LONDON — McLaren will add an Extreme E team to their Formula 1 and Indycar operations next year in a major boost for the newly launched electric off-road series (another team’s car is pictured above).
McLaren Racing chief executive Zak Brown told reporters he expected the involvement to be “commercially positive” from the start.
McLaren would mostly use existing personnel for the team, but not from Formula 1.
“What we will never do is distract or detract from our Formula 1 efforts,” added Brown. “Indycar, Extreme E are there to be complementary and accelerate our Formula 1 efforts.”
McLaren will be the 10th team signed up to the five-race series launched by Spaniard Alejandro Agag, who also founded the city-based Formula E championship, with two more slots still available.
Seven-time Formula 1 world champion Lewis Hamilton, and 2009 and 2016 world champions Jenson Button and Nico Rosberg, also have Extreme E teams.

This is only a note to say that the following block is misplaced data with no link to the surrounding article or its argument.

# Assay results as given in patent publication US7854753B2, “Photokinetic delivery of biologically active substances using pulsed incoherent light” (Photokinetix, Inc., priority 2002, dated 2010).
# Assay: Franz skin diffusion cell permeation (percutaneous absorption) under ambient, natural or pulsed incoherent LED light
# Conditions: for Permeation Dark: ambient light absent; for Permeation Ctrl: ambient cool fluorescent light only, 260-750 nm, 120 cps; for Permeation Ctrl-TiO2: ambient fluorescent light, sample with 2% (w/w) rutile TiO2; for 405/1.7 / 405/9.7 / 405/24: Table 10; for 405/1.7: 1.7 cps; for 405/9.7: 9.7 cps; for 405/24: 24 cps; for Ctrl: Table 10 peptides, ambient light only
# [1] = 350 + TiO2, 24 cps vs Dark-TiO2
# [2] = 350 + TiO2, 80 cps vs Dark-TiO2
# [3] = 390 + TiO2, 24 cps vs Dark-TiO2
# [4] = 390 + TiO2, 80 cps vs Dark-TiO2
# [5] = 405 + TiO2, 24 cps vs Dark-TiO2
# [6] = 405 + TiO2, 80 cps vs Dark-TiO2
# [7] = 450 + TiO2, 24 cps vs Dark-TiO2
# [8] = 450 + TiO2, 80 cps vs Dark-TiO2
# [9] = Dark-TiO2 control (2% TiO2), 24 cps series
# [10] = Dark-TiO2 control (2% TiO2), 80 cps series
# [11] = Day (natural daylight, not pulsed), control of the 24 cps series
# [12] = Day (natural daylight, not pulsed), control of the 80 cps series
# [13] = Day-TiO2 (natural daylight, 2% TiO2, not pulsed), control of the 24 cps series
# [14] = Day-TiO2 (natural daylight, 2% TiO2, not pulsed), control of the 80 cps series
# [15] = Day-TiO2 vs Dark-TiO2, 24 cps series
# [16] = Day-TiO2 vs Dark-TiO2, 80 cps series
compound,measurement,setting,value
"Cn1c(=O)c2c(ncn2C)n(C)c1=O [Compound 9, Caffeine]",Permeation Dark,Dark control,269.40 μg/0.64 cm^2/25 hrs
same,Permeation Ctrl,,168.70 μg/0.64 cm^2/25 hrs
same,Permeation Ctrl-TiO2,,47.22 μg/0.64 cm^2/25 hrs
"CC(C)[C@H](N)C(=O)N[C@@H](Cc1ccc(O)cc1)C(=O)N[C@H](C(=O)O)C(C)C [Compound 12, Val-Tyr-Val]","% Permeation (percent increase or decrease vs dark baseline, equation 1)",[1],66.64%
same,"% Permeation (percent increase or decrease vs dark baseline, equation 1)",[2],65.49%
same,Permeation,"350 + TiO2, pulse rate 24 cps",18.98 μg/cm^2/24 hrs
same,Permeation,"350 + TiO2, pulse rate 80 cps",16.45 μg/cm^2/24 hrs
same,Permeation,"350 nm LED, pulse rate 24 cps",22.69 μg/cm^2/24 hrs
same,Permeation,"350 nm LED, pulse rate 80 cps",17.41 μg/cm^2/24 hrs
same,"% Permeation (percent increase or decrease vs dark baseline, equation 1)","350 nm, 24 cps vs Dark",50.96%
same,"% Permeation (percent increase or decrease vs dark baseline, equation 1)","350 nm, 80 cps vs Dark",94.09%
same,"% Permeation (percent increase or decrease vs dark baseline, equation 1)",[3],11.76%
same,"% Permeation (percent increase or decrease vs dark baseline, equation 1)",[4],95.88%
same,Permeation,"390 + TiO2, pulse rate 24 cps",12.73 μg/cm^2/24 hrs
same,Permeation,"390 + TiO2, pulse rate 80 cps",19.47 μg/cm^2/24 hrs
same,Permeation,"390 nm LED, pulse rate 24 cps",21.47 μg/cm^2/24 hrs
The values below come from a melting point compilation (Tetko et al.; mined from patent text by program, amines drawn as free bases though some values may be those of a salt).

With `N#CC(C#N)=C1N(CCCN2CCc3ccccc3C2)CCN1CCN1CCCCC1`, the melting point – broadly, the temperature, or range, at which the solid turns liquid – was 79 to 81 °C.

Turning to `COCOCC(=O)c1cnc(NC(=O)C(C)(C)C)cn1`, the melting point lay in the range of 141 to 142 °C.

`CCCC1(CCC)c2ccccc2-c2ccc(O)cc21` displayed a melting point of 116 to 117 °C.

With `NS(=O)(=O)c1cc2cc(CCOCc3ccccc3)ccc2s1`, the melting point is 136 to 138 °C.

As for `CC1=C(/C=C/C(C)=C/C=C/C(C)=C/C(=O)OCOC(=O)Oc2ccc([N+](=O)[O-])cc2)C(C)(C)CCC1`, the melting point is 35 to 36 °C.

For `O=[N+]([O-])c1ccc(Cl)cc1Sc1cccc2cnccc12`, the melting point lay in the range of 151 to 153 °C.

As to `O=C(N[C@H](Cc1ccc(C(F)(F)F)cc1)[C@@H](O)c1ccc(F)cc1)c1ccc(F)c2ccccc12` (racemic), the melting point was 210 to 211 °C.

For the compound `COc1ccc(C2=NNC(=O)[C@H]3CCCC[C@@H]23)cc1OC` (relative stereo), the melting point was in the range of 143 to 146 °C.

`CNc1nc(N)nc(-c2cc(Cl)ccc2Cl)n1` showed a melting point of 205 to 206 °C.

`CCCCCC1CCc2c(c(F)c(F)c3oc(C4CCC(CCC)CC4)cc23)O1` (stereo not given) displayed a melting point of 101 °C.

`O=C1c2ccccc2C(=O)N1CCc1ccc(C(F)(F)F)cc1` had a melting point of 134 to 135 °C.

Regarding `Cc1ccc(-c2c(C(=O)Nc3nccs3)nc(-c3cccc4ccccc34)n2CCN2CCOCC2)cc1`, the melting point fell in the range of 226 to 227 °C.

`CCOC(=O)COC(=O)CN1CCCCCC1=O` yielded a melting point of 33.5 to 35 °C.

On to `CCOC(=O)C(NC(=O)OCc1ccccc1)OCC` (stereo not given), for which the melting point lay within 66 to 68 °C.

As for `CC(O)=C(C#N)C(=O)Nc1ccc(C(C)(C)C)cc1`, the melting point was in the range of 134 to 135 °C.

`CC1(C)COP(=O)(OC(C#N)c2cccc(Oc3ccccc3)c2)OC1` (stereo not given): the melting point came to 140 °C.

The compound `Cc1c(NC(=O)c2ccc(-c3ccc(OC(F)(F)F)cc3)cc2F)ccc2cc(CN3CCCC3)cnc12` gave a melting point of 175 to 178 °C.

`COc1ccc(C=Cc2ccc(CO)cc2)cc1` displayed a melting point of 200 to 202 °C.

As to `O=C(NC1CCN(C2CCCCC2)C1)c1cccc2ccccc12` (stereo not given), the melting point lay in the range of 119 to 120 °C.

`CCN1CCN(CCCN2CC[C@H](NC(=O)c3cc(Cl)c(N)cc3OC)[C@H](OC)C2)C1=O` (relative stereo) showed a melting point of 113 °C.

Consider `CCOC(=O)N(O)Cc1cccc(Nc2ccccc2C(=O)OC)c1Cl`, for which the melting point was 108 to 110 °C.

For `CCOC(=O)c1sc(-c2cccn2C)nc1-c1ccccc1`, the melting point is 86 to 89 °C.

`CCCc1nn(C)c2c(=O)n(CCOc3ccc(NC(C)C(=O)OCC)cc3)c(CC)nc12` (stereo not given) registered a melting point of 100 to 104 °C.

“The McLaren news is a major, major boost for Extreme E,” Agag told reporters in a video call.
“We know that there are many manufacturers looking at Extreme E. The news of McLaren entering is for sure going to help other manufacturers look at Extreme E with interest. Today is the biggest news in our short history.”
The team will be entered by McLaren Racing, rather than the automotive side whose current model range focuses heavily on petrol-engined supercars.
“I wouldn’t want to speak on their behalf,” Brown said when asked whether that approach might change. “This is a McLaren Racing effort solely.
“Of course electrification is very important to the automotive group … (but) it’s not an indication one way or the other as to Automotive’s position on SUVs.”
Brown said a possible involvement in the World Endurance Championship (WEC) and Formula E remained under review until later in the year.
Extreme E aims to raise awareness about climate change and promote sustainability by racing electric SUVs in remote and harsh environments, with a former mail ship used to transport cars between locations.
Brown already has an involvement through his United Autosports, which co-owns a team with Andretti Autosports, but the American said he was a “silent partner” in that.
He said McLaren’s move would give the Bahraini-owned company a broader offering for sponsors.
(Reporting by Alan Baldwin; Editing by Hugh Lawson and Nick Macfie)